Mayweather vs. Berto Purse: Prize-Money Payouts After Main Event Title Fight

Joe Pantorno@@JoePantornoFeatured ColumnistSeptember 13, 2015

Andre Berto, right, punches Floyd Mayweather Jr. during their welterweight title fight Saturday, Sept. 12, 2015, in Las Vegas. (AP Photo/John Locher)
John Locher/Associated Press

For the final act in Floyd Mayweather Jr.'s career, the undefeated welterweight champion successfully defended his crown by defeating Andre Berto via unanimous decision on Saturday night. 

Mayweather's final fight was reminiscent of his previous bout with Manny Pacquiao in May, as many members of the boxing community were left unimpressed. 

Despite the entertainment factor, both boxers got paid, though it might have been a bit more profitable for one than the other. 

Mayweather-Berto Purse a Reported $36 Million

It's not exactly the $300 million purse Mayweather split with Pacquiao, but this bout still made plenty of money for both fighters, according to ESPN.com's Dan Rafael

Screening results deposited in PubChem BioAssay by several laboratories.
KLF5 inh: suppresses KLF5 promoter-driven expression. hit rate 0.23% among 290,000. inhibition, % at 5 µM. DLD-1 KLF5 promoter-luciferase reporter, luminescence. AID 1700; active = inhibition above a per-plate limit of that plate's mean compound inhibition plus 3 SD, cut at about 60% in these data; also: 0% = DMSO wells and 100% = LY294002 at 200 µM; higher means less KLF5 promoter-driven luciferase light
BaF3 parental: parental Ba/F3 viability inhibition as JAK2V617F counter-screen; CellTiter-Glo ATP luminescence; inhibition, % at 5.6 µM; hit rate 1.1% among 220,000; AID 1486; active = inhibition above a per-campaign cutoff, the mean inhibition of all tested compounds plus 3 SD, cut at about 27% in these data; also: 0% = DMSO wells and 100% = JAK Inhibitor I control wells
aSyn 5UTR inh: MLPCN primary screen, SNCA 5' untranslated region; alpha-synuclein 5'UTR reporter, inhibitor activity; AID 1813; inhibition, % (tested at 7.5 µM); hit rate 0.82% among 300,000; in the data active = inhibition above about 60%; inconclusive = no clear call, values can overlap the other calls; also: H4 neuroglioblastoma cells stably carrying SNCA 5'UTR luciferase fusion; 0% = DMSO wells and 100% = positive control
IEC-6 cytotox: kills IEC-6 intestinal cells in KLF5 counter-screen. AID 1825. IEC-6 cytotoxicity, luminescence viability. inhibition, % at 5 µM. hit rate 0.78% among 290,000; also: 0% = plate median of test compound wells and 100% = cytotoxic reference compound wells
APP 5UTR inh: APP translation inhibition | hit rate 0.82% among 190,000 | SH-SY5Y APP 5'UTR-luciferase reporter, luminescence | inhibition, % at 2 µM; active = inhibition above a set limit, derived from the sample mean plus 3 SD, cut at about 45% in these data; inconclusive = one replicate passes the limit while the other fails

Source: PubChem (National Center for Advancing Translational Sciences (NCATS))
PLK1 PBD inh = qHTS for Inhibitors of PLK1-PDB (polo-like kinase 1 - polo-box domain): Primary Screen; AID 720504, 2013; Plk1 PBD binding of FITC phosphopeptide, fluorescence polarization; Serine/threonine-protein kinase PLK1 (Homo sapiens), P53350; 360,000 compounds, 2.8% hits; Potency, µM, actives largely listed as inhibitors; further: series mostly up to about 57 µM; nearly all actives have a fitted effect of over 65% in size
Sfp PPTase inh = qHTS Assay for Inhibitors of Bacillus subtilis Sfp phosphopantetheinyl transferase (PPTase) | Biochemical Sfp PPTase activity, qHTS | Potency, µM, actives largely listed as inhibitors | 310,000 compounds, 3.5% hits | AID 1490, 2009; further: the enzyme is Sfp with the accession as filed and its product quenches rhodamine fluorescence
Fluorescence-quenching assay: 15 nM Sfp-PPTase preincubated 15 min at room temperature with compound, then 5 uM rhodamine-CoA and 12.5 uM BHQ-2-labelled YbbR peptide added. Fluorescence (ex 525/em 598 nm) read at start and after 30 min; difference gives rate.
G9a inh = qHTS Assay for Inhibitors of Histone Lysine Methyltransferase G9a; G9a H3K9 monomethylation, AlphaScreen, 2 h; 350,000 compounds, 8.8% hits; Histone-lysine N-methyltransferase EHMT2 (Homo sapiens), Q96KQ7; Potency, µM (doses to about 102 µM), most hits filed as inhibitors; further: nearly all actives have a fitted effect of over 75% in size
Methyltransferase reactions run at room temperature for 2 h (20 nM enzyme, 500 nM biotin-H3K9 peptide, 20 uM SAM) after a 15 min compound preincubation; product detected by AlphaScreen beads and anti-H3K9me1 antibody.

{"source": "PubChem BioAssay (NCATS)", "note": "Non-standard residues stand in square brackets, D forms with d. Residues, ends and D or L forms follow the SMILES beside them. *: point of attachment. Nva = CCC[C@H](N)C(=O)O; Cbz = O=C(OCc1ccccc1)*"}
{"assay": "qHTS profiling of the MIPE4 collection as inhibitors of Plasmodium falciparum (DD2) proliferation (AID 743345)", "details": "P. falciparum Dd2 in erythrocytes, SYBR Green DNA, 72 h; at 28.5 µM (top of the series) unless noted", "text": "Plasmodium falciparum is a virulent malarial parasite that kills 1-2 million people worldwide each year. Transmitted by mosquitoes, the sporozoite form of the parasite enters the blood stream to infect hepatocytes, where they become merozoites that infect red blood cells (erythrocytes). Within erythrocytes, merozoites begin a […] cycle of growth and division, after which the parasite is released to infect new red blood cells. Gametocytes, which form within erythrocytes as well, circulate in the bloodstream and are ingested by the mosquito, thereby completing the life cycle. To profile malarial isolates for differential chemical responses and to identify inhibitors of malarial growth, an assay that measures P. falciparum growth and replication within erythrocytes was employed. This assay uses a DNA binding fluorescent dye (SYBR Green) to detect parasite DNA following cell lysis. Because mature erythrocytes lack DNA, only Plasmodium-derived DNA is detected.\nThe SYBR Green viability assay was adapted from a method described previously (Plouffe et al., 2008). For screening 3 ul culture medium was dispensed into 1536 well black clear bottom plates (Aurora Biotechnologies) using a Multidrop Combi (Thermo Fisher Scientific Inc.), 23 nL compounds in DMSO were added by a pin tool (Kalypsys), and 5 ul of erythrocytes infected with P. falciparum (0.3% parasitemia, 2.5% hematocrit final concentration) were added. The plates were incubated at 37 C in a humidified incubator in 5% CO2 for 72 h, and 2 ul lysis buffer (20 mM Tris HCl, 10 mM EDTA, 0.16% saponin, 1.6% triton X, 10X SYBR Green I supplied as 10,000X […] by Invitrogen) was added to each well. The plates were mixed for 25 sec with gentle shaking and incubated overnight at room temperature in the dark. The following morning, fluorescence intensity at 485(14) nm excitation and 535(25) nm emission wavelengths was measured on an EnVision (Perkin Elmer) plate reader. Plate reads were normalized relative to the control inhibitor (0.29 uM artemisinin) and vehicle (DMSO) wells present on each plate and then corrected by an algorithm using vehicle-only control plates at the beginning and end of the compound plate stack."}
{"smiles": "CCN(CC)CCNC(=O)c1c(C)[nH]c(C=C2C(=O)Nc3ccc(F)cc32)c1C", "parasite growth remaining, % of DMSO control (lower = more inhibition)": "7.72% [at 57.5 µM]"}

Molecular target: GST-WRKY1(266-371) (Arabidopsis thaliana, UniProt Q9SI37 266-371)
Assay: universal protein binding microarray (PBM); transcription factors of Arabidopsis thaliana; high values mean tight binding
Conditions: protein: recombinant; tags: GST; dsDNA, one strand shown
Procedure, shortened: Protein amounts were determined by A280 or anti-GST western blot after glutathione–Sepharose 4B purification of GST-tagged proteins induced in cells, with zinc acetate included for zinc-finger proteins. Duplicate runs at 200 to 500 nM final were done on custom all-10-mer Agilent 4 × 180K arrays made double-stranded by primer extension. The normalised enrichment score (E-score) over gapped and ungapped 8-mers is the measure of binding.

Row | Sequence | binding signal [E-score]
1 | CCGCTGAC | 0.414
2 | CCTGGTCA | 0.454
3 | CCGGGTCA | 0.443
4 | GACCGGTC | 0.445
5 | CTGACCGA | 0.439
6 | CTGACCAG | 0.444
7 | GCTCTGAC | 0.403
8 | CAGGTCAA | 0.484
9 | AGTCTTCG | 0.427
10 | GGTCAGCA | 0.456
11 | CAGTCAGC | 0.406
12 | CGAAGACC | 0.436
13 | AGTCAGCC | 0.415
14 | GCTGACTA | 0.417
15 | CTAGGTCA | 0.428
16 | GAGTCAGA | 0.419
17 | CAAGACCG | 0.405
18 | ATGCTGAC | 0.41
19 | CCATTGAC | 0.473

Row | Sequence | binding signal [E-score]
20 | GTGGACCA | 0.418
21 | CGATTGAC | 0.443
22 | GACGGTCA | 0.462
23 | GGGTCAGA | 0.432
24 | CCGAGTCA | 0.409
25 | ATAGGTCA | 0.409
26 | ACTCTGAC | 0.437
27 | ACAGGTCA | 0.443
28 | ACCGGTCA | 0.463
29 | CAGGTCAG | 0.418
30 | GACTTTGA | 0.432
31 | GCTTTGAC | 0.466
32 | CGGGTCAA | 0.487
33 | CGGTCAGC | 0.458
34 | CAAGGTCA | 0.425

Mayweather came away with the king's share of the purse, making $32 million while Berto earned a career-high $4 million. The champion also stands to make some more money depending on how many viewers bought the pay-per-view. 

In a 36-minute fight, Mayweather fared quite well, as Fox Sports News points out:

Berto, on the other hand, earned close to $1,900 per second during his loss. 

The fight did have trouble putting fans in the seats at the MGM Grand Garden Arena. With a bout that was nowhere near as enticing as Mayweather vs. Pacquiao, it seemed like there were plenty of empty seats in the house. 

According to ESPN.com's Darren Rovell, the final attendance of 13,395 meant that 20 percent of the arena was empty. 

It's not like that would affect Mayweather's pockets if he struggled. Entering Saturday night's fight, he already had earned $300 million in 2015, according to Forbes.com

For Berto, a career high in earnings is a nice consolation prize despite the loss. Barring a Mayweather comeback, he can also say he was the last boxer to step into the ring in a competitive bout with one of the best boxers of this generation. 

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